Steel wool is made of small ribbons of steel, and steel is an alloy of iron with a percent or so of carbon. There will be some traces of other metals in it as well. As steel is mostly iron, we might be tempted to write Fe as the chemical formula for steel, but this isn't technically correct. Steel is a metal alloy, and as such, it doesn't have a chemical formula as it is a mixture of materials.
they have larger engines, therfore it takes more fuel to provide the massive power that they need.
they are formed when a electric field and a magnetic field couple.
When ever a charged particle undergoes an acceleration it emits electromagnetic radiation. Therefore when an electron 'jumps' from a high energy quantum state to a lower energy quantum state it produces em radiation of a particular frequency.
And, more precisely, EM waves are created by accelerating a charge. An electron at rest (or cruising at constant speed) has a stable electric field radiating outwards (really inwards for negative charge). If the electron is accelerated, a ripple in the field radiates outward with the speed of light, with the strongest effect perpendicular to the electron's vector of acceleration and weakest part (zero) along the vector. The electric field fluctuation is in any plane along the vector, and the magnetic part is in the plane perpendicular to that and the vector.
No - The question can't really be answered because it doesn't make sense. Christianity can't have a scientific basis because its not about scientific things. Science is the study of the physical universe, while Christianity is a religion that teaches about spiritual realities that exist outside of the physical universe. If science learned everything that it possibly could about the physical universe the question of whether or not there is a God outside the physical unverse who loves us and sent His Son would still exist. What you should ask if you want to know whether Christianity is credable is: Does Christianity have any historical and philosophical basis? In my own personal opinion it does.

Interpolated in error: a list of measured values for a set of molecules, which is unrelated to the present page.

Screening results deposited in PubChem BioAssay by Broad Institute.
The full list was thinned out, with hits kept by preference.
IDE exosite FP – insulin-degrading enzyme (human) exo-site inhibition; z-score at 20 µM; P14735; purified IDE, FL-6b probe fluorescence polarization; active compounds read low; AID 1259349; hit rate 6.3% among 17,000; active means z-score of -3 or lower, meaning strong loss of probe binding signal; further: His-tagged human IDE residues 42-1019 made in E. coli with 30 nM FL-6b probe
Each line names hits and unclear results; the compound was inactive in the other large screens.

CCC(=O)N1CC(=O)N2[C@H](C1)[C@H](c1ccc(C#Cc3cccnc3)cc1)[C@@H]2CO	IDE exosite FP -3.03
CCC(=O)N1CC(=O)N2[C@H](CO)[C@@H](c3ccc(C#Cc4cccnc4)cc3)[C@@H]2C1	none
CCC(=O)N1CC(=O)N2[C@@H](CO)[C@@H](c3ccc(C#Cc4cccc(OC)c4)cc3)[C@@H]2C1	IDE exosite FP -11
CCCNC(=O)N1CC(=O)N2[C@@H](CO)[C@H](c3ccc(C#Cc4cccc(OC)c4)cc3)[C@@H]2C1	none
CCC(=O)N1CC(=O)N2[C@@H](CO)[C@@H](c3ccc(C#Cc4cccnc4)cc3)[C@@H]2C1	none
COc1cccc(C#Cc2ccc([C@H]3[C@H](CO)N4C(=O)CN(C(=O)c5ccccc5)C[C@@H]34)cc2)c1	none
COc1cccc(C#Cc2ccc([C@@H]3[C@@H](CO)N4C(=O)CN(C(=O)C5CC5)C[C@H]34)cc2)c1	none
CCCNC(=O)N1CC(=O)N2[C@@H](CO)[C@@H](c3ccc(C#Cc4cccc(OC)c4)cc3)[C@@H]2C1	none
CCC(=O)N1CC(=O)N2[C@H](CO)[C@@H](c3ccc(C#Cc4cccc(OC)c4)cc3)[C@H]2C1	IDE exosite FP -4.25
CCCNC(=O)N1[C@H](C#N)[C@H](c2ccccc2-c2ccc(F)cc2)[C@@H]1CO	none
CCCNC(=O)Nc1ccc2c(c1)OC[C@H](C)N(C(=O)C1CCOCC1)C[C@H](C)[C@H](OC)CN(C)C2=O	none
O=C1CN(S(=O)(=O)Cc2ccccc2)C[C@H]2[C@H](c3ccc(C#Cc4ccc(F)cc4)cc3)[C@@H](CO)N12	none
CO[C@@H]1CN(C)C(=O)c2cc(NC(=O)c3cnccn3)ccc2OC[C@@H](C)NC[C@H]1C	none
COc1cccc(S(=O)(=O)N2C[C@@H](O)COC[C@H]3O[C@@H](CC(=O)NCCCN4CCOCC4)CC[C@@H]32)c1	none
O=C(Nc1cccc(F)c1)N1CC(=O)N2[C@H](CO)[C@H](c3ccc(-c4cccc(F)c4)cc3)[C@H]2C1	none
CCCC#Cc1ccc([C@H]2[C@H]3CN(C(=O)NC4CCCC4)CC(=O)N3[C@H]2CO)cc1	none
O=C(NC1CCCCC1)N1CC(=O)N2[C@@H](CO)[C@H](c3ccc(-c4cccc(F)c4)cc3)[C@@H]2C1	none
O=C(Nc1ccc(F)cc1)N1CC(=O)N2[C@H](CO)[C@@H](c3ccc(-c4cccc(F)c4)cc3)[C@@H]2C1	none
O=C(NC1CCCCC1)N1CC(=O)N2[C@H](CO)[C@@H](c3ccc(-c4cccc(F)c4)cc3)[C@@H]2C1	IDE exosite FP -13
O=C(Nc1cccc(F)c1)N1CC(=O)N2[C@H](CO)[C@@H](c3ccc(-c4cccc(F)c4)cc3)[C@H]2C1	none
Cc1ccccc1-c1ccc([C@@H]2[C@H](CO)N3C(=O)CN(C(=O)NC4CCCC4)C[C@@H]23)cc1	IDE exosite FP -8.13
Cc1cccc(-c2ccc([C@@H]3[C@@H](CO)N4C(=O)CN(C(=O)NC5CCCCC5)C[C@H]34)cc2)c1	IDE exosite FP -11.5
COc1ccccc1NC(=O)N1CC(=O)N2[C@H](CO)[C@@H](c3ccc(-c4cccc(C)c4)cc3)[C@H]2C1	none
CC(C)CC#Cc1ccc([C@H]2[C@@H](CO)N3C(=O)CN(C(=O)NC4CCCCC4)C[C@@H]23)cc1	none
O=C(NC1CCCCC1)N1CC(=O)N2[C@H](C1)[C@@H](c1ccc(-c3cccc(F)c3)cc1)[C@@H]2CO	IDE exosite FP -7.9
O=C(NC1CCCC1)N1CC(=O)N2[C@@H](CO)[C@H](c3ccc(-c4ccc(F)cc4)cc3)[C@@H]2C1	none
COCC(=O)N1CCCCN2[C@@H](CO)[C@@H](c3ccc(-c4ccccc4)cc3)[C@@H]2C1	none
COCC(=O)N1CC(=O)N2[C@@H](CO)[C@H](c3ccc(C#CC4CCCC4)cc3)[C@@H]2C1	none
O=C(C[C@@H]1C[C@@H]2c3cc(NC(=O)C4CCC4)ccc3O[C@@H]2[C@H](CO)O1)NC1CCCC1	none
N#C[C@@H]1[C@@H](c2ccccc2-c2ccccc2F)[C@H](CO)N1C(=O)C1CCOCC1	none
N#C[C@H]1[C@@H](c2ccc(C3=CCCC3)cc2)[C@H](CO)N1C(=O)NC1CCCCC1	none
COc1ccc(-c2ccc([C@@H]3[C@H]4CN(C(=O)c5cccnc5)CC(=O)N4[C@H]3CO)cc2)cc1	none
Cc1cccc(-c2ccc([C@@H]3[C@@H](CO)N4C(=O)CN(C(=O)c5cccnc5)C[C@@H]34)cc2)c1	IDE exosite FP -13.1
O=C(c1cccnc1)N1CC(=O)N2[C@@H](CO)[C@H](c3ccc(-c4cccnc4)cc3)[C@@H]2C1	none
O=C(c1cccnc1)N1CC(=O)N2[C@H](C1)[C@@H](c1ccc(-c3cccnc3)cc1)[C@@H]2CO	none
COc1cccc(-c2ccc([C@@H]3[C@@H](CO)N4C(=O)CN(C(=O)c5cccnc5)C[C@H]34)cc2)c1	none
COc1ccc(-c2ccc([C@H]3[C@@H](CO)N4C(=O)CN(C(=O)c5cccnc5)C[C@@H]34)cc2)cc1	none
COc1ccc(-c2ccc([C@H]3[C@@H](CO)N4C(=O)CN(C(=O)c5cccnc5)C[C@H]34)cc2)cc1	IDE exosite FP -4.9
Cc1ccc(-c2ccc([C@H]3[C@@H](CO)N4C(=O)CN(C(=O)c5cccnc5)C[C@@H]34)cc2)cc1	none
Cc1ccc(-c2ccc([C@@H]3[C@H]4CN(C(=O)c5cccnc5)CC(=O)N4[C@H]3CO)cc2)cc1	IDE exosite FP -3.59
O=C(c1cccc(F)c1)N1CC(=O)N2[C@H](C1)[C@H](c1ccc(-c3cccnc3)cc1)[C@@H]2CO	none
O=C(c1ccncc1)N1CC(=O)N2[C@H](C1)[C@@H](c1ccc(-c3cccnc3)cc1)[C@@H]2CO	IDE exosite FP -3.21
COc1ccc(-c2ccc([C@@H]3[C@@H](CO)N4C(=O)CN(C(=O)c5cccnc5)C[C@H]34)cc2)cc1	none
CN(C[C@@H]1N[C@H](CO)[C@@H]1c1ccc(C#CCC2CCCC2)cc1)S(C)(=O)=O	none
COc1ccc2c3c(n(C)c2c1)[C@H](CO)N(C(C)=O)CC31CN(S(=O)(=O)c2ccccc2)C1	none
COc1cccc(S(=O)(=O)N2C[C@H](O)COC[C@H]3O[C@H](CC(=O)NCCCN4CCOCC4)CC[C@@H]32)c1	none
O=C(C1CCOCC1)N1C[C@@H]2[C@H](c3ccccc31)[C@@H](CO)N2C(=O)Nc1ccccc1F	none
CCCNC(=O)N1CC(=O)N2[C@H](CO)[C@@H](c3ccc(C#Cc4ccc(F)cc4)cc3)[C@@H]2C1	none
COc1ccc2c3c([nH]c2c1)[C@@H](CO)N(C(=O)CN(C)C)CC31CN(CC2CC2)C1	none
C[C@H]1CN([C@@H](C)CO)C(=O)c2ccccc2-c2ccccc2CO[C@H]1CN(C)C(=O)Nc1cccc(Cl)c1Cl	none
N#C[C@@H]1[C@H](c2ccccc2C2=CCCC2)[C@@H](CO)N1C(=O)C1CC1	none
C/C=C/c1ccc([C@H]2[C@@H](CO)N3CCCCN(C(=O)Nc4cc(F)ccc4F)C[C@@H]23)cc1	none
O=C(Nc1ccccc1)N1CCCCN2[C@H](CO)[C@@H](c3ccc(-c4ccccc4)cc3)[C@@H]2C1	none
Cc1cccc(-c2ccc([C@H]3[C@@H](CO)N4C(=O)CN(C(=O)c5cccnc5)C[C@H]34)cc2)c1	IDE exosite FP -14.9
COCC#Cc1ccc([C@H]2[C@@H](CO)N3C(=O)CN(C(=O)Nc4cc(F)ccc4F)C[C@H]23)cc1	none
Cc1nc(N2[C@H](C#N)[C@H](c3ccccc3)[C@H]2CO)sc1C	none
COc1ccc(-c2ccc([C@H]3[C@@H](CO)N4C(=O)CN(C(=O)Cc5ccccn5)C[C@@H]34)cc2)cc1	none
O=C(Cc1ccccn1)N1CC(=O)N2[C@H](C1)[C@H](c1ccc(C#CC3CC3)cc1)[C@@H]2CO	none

Yes - In the same way that our participation in life has a scientific basis. For what is science except a knowledge of our surroundings which obviously have been created by God and what could closer to God in our surroundings than our relationship to Him. This realtionship is embodied in Christianity. Scripture on which our knowledge of Christianity is based starts with creation by God who is Living, Infinite Truth and continues from there. If Scripture is based on the truth then Christianity must be at the very heart of science.
Was it Einstein who said that God does not deceive. Maybe people are trying to exclude God from their actions when they claim that God (and therefore Christianity) has nothing to do with science.
Scientific basis for ChristianityThis is question is unclear as to what the questor is looking for. Is there evidence to support the Christian point of view? Yes and no. There are worlds of circumstantial evidence, or evidence which allows the POSSIBILITY for things to occur. Is there anything that can be pointed to which would prove Christianity is true? No, not at this time.